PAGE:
As always, the best parts of EphBlog are often in the comments. Consider this one from Professor Darel Paul:

In light of the many recent controversies regarding what is and is not acceptable speech / representation at Williams College (Yes: Jiz Lee, Suzanne Venker, Remi Kanazi; No: John Derbyshire, left-facing (i.e. non-Nazi) swastikas; Preliminary No: old murals of King Hendrick), perhaps what is needed is a kind of Miller Test for the community.

As my deconstructionist faculty friends would say, there is a lot to unpack here. Let’s start!

1) Who can tell if Paul is kidding? I honestly can’t! From Wikipedia:

The Miller test (also called the Three Prong Obscenity Test) is the United States Supreme Court’s test for determining whether speech or expression can be labeled obscene, in which case it is not protected by the First Amendment to the United States Constitution and can be prohibited.

On the one hand, Professor Paul could be serious. Williams does seem to have a problem in deciding what to allow and what not to allow. Given that, we need a procedure for deciding these issues going forward. Why not start with something like Miller?

On the other hand, he must be joking, purposely teasing the Williams administration — purposely teasing his boss Adam Falk? — about the stupidity of its current course of action. Would Williams really want to treat ideas — even ideas as unpopular as John Derbyshire’s — in the same way that provincial US local governments handled obscenity?

2) It is true that Williams now claims that Suzanne Venker would have been welcome if UL had not disinvited her. Does everyone really believe that, now that we know that Adam Falk considers “hate speech” a reason for banning someone from campus? I don’t know. Many Ephs thought that Venker was guilty of hate speech. The editors of the Record, for example, seemed to argue that Venker should not be allowed to speak at Williams, and for precisely the same reasons that Falk banned Derbyshire.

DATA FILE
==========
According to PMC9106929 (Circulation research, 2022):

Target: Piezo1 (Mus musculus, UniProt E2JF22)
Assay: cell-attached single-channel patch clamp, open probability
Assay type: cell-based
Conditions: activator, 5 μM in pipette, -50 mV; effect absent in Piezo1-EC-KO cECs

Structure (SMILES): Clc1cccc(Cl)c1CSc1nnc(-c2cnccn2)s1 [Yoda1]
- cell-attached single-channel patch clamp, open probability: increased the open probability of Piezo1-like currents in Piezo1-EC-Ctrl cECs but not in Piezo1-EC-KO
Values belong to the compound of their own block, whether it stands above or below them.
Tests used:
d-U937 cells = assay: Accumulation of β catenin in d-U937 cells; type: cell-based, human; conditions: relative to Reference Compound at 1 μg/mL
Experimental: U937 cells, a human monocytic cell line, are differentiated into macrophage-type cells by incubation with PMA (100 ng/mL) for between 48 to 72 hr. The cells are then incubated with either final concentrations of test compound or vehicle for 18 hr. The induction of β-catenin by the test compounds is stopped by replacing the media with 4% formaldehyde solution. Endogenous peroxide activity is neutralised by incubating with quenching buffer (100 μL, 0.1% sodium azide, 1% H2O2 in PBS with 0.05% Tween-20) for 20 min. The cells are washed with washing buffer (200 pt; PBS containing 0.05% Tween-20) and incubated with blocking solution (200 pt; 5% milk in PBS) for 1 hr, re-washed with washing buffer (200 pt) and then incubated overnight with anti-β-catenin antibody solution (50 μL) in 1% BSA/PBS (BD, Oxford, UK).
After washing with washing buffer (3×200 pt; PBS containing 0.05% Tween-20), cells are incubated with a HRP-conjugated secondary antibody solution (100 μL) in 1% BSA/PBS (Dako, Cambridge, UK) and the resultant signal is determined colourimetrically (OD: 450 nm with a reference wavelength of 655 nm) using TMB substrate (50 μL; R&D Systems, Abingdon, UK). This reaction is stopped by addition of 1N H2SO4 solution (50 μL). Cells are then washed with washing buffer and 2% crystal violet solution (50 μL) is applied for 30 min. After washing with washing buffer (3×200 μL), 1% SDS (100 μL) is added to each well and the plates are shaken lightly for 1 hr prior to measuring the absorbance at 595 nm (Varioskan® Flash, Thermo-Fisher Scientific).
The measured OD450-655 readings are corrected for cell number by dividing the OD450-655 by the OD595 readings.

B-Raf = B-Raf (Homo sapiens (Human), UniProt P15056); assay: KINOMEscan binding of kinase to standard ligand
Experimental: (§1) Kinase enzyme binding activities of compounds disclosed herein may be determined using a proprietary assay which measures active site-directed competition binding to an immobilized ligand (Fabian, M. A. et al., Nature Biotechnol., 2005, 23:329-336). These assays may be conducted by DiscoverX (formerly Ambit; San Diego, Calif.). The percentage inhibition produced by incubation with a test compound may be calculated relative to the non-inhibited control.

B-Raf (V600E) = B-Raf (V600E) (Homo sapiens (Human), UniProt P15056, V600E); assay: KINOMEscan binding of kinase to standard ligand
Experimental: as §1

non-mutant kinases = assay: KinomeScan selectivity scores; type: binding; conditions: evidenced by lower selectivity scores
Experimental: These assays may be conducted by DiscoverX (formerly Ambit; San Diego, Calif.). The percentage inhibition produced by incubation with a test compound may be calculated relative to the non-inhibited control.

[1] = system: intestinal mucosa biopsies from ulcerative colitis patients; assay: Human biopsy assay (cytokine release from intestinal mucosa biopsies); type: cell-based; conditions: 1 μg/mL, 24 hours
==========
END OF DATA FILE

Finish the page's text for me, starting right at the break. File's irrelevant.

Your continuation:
3) Remi Kanazi is a new one to me. Example views:

Poet Remi Kanazi, for example, who frequently speaks at SJP-sponsored events, represents Palestinian culture through work that attacks Israel as a “racist, apartheid state” that is “built upon the graves of Palestinians.” In one Facebook post from 2012, Kanazi wrote,“Dear Zionists: You have never ‘defended yourselves.’ You came in, stole land that wasn’t yours & maintained a racist state through massacres and brute force.”

There are certainly Jewish Williams students who are as offended by Kanazi as other Williams students are offended by Derbyshire. And, if they view that speech as “hateful,” then they are probably accurately describing their subjective feelings upon reading/hearing that speech. But, if you ban Derbyshire, why wouldn’t you ban Kanazi?

Facebooktwitter
Print  •  Email